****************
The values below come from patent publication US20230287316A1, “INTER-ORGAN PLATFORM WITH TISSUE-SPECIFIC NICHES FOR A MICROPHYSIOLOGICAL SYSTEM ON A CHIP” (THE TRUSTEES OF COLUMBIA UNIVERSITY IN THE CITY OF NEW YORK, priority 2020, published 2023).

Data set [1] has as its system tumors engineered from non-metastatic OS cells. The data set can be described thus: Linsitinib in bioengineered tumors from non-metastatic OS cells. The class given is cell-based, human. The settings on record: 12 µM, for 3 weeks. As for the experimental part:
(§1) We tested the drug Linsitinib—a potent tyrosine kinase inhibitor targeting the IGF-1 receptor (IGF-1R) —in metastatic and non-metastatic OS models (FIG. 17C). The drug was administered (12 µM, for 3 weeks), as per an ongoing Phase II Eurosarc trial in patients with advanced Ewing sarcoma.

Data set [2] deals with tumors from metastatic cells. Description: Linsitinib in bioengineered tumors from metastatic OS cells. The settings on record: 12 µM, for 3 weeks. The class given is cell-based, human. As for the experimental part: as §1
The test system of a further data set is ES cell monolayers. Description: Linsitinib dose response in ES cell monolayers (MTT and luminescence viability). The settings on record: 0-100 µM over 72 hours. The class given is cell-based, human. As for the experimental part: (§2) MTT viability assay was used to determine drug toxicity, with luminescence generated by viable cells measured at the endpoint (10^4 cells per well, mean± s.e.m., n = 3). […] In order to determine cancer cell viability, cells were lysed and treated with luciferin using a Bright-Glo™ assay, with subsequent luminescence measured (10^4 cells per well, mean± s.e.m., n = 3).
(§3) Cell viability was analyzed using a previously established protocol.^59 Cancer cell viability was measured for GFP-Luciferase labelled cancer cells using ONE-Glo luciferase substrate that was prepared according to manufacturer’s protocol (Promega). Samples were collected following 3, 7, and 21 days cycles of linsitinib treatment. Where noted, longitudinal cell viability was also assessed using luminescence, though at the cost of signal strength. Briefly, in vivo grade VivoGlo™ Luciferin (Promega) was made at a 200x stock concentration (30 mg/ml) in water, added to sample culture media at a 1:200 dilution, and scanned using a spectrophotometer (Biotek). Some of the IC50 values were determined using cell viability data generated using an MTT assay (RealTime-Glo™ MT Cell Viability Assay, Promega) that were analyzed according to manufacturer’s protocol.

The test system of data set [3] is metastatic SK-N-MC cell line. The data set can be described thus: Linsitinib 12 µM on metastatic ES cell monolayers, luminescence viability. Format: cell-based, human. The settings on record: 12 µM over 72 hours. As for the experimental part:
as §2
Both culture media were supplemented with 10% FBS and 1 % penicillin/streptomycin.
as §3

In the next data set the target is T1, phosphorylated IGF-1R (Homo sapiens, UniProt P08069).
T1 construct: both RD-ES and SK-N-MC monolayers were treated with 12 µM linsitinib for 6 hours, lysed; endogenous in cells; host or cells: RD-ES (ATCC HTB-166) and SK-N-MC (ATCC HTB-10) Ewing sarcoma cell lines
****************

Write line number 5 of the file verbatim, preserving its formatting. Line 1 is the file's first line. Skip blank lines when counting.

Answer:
The test system of a further data set is ES cell monolayers. Description: Linsitinib dose response in ES cell monolayers (MTT and luminescence viability). The settings on record: 0-100 µM over 72 hours. The class given is cell-based, human. As for the experimental part: (§2) MTT viability assay was used to determine drug toxicity, with luminescence generated by viable cells measured at the endpoint (10^4 cells per well, mean± s.e.m., n = 3). […] In order to determine cancer cell viability, cells were lysed and treated with luciferin using a Bright-Glo™ assay, with subsequent luminescence measured (10^4 cells per well, mean± s.e.m., n = 3).